5 Combine Cell Phone Plans
Look at your call log list. Most likely, you talk to—or text—the exact same people on a daily basis. Why not all be on the same plan? By tacking yourself onto grandma’s cell plan or going in with your significant other, you can cut several massive bills down into one smaller bill. Work it out so that everyone automatically deposits money into the bill payer’s account every month or take turns paying; you pay this month, she pays next month. You’ll just have to pay attention to your usage. Once several people jump on a plan, you can quickly go over your data, minutes or texting, racking up costly overage fees.
4 Share Your Internet
Internet service costs a fortune, but it really is a necessity. Odds are, every single one of your neighbors has wireless internet, so why not share? You’ve probably noticed that whole list of wifi names when you try to get online. Visit the couple next door and offer to pay half of their internet cost if they give you that super secret login code. That way, you’ll both have some extra gas and grocery money left over at the end of the month.
3 Take From the More Fortunate
It's not OK to go out and steal, but some people in affluent neighborhoods have so much stuff, they don’t know what to do with it. Take a drive through that town a few miles down the road, where everyone has a three-car garage and a six-figure salary. On trash days, you may come across antique chairs, barely scratched end tables, fancy dishes and other knickknacks considered to be trash to the uber wealthy—but like new to you. If you’re simply too proud to dumpster-dive, read through the newspaper and hit up the garage sales in the rich neighborhood. You may find top-of-the-line stuff for next to nothing.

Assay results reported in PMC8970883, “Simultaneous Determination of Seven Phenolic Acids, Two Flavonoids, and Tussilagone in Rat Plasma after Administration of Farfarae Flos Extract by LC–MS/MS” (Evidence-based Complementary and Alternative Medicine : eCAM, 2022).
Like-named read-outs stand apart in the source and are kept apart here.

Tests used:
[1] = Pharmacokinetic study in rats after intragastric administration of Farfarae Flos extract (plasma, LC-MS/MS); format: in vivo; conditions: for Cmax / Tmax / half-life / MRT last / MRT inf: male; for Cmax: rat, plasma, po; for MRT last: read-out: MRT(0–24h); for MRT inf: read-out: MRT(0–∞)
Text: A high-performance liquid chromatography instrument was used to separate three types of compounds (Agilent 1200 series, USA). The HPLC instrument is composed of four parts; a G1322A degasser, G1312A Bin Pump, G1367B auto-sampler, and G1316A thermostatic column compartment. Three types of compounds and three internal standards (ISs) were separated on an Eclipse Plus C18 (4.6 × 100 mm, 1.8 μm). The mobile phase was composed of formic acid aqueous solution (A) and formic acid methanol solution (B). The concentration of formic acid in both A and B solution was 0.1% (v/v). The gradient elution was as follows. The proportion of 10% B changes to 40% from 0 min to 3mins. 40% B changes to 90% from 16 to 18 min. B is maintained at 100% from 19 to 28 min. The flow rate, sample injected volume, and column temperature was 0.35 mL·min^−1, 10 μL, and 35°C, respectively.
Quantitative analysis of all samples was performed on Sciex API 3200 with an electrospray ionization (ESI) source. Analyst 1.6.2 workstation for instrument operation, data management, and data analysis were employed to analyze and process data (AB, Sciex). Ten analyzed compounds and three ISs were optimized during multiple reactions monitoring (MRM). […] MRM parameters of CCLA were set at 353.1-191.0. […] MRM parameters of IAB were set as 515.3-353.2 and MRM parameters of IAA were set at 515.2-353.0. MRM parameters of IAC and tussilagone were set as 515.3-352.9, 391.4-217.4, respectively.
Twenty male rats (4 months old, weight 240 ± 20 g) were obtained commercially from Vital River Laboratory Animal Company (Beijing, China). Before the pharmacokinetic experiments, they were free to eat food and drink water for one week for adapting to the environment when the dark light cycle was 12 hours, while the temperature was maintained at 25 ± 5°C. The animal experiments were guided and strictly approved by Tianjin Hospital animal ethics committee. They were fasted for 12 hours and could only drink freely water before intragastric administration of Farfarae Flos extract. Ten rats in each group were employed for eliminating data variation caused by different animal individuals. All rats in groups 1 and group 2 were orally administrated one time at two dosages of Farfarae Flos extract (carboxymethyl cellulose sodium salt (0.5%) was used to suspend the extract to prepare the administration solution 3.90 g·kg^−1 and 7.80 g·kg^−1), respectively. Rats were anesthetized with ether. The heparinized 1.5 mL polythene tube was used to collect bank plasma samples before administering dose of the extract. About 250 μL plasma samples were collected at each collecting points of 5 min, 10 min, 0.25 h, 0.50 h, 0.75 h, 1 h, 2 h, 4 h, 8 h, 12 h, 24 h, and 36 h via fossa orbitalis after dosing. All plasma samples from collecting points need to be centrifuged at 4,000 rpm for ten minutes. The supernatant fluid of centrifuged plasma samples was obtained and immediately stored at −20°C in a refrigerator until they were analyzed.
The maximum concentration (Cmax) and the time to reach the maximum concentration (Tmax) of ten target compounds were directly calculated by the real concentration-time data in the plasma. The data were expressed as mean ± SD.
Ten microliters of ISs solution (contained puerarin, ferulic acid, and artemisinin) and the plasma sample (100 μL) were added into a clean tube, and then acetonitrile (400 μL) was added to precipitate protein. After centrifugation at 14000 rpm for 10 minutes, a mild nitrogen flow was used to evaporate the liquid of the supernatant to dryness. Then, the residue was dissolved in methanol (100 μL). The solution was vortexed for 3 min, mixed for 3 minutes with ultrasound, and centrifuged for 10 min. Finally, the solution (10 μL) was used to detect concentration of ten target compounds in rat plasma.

2 Double Up on Events
Maybe you and your close friend recently announced engagements. Or your next-door neighbor has a son who’s the same age as your kid. Rather than having two separate parties, join forces and have one big blowout. By combining funds with another family, you’ll both be able to save—one cake, one hall rental, one set of invitations. You get the picture. Get together, draw up a party plan and figure out exactly how much each family is willing to spend. Just be careful not to go over budget; you don’t want to force the other side to have to shell out more dough.
1 Pay in Cash
Handing the credit or debit card to the cashier is mindless—you won’t even see the missing funds right away. When you pay with cash, though, you may find it surprisingly difficult to fork over those Benjamins. You may start consciously adding up costs as you shop and skipping those delicious—but costly—appetizers at the restaurant. Every time you get coins back, toss them into a jar at home. Turn that loose change into a once-a-month date night, tank of gas or a little extra payment on your mortgage. Or save coins for an entire year and use them to help pay for a vacation. It really is like free money.